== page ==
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  • Lance Mannion
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Yup, it is the ethologists' technical definition of 'aggression', used primarily to describe very specific behaviors in animals (and there often used wrongly due to male bias of researchers), and it, IMHO, should not be used in describing human behavior due to the baggage it carries.


Very nicely put.

Adorable Girlfriend

Johnny D. is no hottie to me. I was more than happy to see him go to NY so the young girls will stop yelling at him during games. He's just NOT hot.

harry near indy

great post lance!

i came to the conclusion long before now that there is a difference between aggression and assertion. it's too bad some people mix them in their minds.

harry near indy

first, sorry for the double post. the new procedure threw me.

lance, i've read the rest of the post and all of them are great! you've said a lot of things i've thought about manhood and life.


Hmmm, not sure if you'll like this *muse* on some similar men and women issues. Or *rant and rave* depending on your persepctive.

I periodically post pieces having to do with "Women Running the World" - But Jared Diamond had an interesting perspective in his book "Why Sex is Fun" (and NO it's not really about *why* sex is fun...) and his take on the particular male macho warrior myth.

Well - give it a read if it tweaks your interest...and I DO agree we can teach boys and girls both to grow beyond these male/female sterotypical roles and limiting descriptions - for the betterment of our future and society too.




I've been thinking a lot more about this lately as I read about ADD (my brother has it and I think I do too): what it is, and isn't, and how it manifests differently in boys and girls.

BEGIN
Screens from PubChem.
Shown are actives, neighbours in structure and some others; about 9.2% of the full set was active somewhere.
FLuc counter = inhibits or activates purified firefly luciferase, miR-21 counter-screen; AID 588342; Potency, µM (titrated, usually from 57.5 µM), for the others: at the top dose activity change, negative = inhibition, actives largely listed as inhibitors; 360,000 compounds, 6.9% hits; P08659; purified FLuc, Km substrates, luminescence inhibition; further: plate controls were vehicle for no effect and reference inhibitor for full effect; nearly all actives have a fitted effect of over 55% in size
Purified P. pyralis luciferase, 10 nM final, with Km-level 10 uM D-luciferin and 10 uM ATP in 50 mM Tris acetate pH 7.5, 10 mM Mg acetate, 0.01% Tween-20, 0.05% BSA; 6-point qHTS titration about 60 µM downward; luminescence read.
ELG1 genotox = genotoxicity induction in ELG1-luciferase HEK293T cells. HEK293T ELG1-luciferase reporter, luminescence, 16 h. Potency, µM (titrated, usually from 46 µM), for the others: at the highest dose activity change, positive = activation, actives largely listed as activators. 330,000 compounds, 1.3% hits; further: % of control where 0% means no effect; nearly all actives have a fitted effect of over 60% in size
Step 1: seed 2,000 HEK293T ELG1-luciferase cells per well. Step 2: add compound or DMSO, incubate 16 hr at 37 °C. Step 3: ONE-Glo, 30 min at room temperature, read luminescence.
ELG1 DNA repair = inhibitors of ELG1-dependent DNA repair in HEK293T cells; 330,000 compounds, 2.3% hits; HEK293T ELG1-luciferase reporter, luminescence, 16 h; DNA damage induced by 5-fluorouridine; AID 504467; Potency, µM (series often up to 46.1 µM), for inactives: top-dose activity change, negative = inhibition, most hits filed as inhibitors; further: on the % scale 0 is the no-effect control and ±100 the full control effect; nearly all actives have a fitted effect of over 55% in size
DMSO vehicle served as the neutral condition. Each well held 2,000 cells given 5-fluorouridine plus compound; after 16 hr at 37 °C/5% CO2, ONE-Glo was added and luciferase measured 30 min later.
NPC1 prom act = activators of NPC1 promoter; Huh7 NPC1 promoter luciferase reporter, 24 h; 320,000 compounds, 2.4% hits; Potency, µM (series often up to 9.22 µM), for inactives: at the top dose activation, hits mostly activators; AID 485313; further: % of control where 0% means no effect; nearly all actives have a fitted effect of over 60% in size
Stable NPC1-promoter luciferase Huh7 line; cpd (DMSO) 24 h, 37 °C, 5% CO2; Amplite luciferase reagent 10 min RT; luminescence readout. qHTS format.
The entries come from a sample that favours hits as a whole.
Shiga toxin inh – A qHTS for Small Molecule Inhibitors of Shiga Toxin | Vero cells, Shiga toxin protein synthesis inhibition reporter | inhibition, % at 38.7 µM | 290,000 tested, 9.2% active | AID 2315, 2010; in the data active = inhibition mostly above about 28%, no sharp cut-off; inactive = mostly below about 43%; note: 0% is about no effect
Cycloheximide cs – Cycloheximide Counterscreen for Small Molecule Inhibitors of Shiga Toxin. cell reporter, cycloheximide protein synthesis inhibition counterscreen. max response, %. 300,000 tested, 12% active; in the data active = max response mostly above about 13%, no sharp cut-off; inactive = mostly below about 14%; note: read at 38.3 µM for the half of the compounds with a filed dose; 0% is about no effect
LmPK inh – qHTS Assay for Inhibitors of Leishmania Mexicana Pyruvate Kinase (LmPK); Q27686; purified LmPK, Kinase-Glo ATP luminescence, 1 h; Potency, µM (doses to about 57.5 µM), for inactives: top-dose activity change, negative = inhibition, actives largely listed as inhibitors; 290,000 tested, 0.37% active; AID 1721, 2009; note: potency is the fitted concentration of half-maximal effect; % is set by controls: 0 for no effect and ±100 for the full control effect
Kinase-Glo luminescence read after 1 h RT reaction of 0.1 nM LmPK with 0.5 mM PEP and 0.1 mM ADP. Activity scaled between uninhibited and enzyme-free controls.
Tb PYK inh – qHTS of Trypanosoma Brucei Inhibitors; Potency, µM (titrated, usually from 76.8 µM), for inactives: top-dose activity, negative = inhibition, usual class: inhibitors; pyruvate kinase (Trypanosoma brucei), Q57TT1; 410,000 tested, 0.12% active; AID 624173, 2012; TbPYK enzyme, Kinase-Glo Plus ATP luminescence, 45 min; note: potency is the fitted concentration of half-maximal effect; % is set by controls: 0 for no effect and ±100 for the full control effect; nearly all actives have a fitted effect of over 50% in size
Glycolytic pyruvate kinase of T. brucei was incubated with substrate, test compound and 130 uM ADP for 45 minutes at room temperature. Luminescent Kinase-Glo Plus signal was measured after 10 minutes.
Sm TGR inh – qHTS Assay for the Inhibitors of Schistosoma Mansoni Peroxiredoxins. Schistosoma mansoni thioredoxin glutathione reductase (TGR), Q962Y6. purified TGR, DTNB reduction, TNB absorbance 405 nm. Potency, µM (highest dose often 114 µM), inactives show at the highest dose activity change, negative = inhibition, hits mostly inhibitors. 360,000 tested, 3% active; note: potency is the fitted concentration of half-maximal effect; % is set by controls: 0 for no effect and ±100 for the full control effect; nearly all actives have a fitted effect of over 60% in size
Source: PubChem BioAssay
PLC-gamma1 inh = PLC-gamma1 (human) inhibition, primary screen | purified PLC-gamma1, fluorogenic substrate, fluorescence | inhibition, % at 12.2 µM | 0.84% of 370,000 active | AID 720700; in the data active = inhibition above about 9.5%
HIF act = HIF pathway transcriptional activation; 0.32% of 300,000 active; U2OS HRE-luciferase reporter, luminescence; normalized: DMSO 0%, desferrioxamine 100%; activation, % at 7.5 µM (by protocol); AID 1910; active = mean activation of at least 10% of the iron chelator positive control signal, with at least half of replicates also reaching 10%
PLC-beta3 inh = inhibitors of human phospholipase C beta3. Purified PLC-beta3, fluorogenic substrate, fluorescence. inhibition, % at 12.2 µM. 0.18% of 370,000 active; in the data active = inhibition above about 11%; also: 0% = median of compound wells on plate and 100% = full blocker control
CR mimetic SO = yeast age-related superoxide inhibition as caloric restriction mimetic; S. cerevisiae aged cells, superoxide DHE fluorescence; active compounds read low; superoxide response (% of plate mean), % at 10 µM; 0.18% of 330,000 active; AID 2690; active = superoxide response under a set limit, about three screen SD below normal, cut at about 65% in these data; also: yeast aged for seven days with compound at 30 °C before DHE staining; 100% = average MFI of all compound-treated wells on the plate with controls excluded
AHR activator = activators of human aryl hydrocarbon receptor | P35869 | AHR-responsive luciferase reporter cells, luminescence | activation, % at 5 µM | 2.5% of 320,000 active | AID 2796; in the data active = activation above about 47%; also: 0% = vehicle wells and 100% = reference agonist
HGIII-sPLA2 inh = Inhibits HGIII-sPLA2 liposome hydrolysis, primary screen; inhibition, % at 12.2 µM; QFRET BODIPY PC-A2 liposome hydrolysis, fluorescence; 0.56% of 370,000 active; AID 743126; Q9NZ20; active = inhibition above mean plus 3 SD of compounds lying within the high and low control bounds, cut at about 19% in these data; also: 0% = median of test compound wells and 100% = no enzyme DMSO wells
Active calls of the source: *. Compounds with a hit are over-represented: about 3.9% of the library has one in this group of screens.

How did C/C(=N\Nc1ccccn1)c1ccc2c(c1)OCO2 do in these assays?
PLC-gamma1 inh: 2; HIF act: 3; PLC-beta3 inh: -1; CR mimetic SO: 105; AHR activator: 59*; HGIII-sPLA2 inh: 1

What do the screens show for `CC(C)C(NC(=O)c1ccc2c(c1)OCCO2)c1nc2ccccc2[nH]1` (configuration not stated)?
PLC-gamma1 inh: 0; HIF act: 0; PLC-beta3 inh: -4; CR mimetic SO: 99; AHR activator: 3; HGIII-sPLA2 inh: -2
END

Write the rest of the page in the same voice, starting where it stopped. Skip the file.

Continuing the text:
I'm still leary of making assumptions about what's genetic and what isn't, not only because of how it's the idea is abused, or even because we still understand so little about the brain, but because the relationship between genetic material and final product is determined by more than just to what percent nurture plays a role - it's a lot more complicated than that. Which is why I like the way you worded it, that "the kind of body you happen to inhabit has a profound effect on the way you think, how you view life, and how you navigate through it" which acknowledges the way that hormones and experiences can change the structure of the brain; that it's not all clearly mapped out like blueprints in our raw genetic material.

One of my biggest annoyances with the usual evo-psych reasons given for what differences may exist isn't just that they are often excuses for sexism, it's that they tend to be unnecessarily complicated. Instead of something obvious and simple like: "Statistics suggest that men and women's brains process pain differently. Women give birth, men don't. Childbirth is incredibly painful. Maybe that has something to do with it." They tend to go off on men hunting and women gathering and all sorts of stuff that really only developed recently, evolution wise, and then tie it directly back to genetics. But then, that's because their point isn't really to study differences, it's to excuse bad behaviour.

Which doesn't make sense anyway. As you say "We can all be civilized."

Even girls.

mac macgillicuddy

heh said "penis"!

David W.

Whoa, I just made a comment over on Kevin Drum's weblog that's related to this subject that I'll lazily repost here:

... I think much of the gender gap with regard to reading can be explained by social, rather than biological factors. For instance, I am a much faster reader than my wife. Why? For one, I was taught to read at the age of three by my mother, who was an elementary school teacher and also very good at teaching pre-school children. Early instruction I think makes a huge difference in later outcomes when it comes to reading especially. My wife on the other hand learned to read upside down by following along with her brother who read to her with the book naturally facing him, of course. To this day, my wife is a slow reader - but when it comes to playing word recognition games like Boggle, she's far better than poor old linear reading me.